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Unformatted text preview: 1 MORPHOLOGY 1. Nature of the word a. Primacy of words i. Intuitions about the word (know what it is, but hard to define) ii. L2 acquisition / language contact 1. Words are learned first / seen as most important for communication 2. In contrast, pronunciation and syntax are often neglected or never fully mastered b. How many words in English? i. Headwords / lexemes (e.g., "climb", "climbs", "climbed" and "climbing" count as same word) ii. Methodologies o Corpus study (general purpose American texts) -- 38,000 o Human subjects (experimental studies / David Crystal) College graduate (active vocabulary) -- 60,000 College graduate (passive vocabulary) -- 75,000 (e.g., ankylosaurus) o Dictionary entries (e.g., Oxford English Dictionary, 2nd ed.) Current words -- 171,476 Obsolete words -- 47,156 iii. Other complications (1m+) c. Word vs letter vs character vs morpheme i. Example: ENG i. "textbook" -- 1 word, 2 morphemes (units of meaning), 8 letters ii. "ice cream" -- 1 word, 2 morphemes (w/space in-between), 8 letters ii. Example: CHIN/JPN: character word i. " " ("daxue" or "daigaku") -- 1 word, 2 characters ( morpheme) ii. " " ("zhouli daxue" or "shuritsu daigaku") -- 2 words, 4 characters 2. Definition of the word a. Textbook definition: _________________________________________________________ b. Lay definition -- orthographic word (listeme) i. String of letters bounded by spaces on each side: "ice cream"; "San Francisco" ii. Problems: artificial convention / no shared linguistic properties iii. Variant spellings: 1. "bath tub" vs "bathtub" 2. "cell phone" vs "cellphone" c. Technical definitions (linguistic): _______________________________________________________ 3. Word constituents a. What is a morpheme ? ____________________________________________________________________________ i. Examples: book (1); textbook --> text-book (2); textbooks --> text-book-s (3) ii. NOTE: Historical etymology vs modern intuition (gray area) 1. Obvious morphemic constituency (transparent to modern intuition) a. trees; superman; teacher; reread 2. Less obvious morphemic constituency (with effort, will make sense to modern speaker) a. unpleasant; optional; activation 3. Historical (Greco-Latin) morphemic constituency (learned vocabulary; requires education and etymological knowledge -- will not treat as separate morpheme) 2 a. receive ; deceive ; conceive ; perceive (Latin to take) b. transmit ; permit ; submit ; commit ; admit (Latin to send) c. ident ity; ident ify; ident ical (Latin same) 4. Analytical residue/cranberry morpheme (morepheme whose meaning is opaque to contemp. speakers) a. blue berry; black berry; cran berry; boysen berry; mul berry ii. NOTE: Different morphemes (with drastically different meanings) can have the same surface form 1. Surface form -er (two different morphemes) a. Agentive (n.): singer ; worker ; lover ; painter b. Comparative (adj.): nicer ; prettier ; taller 2. Surface form -s...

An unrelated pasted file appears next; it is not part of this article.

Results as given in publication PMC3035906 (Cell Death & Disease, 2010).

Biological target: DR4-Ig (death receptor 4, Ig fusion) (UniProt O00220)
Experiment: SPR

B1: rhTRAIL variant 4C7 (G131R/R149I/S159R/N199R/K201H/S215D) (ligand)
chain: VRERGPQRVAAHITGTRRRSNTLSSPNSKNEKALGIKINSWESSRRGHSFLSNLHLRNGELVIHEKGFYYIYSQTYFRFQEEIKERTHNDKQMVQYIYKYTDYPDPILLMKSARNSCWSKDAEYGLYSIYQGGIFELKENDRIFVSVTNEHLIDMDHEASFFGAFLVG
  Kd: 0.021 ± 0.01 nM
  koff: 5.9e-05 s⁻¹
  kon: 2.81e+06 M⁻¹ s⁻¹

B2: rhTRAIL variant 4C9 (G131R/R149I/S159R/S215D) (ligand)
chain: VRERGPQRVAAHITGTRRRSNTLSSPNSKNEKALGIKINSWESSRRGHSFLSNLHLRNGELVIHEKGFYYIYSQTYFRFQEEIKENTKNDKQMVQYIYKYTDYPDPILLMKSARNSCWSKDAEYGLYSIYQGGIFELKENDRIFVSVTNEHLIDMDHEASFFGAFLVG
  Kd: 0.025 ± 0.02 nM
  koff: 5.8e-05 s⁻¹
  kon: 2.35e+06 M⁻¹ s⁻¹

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This note was uploaded on 10/12/2011 for the course FL 325 taught by Professor Staff during the Spring '11 term at S.F. State.
- Spring '11